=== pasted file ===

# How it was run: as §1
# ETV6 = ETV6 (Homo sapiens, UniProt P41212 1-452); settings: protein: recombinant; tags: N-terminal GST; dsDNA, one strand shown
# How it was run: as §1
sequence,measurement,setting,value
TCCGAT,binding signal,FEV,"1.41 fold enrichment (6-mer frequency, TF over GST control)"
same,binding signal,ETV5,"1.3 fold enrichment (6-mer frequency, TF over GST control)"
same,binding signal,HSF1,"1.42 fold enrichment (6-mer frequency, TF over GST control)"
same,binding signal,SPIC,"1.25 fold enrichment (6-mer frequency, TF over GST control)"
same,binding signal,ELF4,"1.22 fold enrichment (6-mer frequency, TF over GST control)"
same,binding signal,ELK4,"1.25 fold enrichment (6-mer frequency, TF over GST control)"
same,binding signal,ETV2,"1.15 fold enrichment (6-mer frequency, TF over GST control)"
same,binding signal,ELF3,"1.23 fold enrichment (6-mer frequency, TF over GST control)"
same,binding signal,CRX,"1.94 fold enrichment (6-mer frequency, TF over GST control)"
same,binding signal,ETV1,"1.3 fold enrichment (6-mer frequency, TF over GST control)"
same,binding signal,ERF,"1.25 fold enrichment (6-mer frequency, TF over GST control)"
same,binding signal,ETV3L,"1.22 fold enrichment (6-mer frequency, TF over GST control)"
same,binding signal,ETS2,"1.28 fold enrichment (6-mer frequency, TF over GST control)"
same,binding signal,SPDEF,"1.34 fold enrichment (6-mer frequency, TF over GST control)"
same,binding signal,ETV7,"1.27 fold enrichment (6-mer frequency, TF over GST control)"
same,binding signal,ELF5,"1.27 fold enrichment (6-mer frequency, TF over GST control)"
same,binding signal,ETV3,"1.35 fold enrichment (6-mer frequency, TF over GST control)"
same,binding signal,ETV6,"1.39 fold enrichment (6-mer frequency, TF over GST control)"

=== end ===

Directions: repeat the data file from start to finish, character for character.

# How it was run: as §1
# ETV6 = ETV6 (Homo sapiens, UniProt P41212 1-452); settings: protein: recombinant; tags: N-terminal GST; dsDNA, one strand shown
# How it was run: as §1
sequence,measurement,setting,value
TCCGAT,binding signal,FEV,"1.41 fold enrichment (6-mer frequency, TF over GST control)"
same,binding signal,ETV5,"1.3 fold enrichment (6-mer frequency, TF over GST control)"
same,binding signal,HSF1,"1.42 fold enrichment (6-mer frequency, TF over GST control)"
same,binding signal,SPIC,"1.25 fold enrichment (6-mer frequency, TF over GST control)"
same,binding signal,ELF4,"1.22 fold enrichment (6-mer frequency, TF over GST control)"
same,binding signal,ELK4,"1.25 fold enrichment (6-mer frequency, TF over GST control)"
same,binding signal,ETV2,"1.15 fold enrichment (6-mer frequency, TF over GST control)"
same,binding signal,ELF3,"1.23 fold enrichment (6-mer frequency, TF over GST control)"
same,binding signal,CRX,"1.94 fold enrichment (6-mer frequency, TF over GST control)"
same,binding signal,ETV1,"1.3 fold enrichment (6-mer frequency, TF over GST control)"
same,binding signal,ERF,"1.25 fold enrichment (6-mer frequency, TF over GST control)"
same,binding signal,ETV3L,"1.22 fold enrichment (6-mer frequency, TF over GST control)"
same,binding signal,ETS2,"1.28 fold enrichment (6-mer frequency, TF over GST control)"
same,binding signal,SPDEF,"1.34 fold enrichment (6-mer frequency, TF over GST control)"
same,binding signal,ETV7,"1.27 fold enrichment (6-mer frequency, TF over GST control)"
same,binding signal,ELF5,"1.27 fold enrichment (6-mer frequency, TF over GST control)"
same,binding signal,ETV3,"1.35 fold enrichment (6-mer frequency, TF over GST control)"
same,binding signal,ETV6,"1.39 fold enrichment (6-mer frequency, TF over GST control)"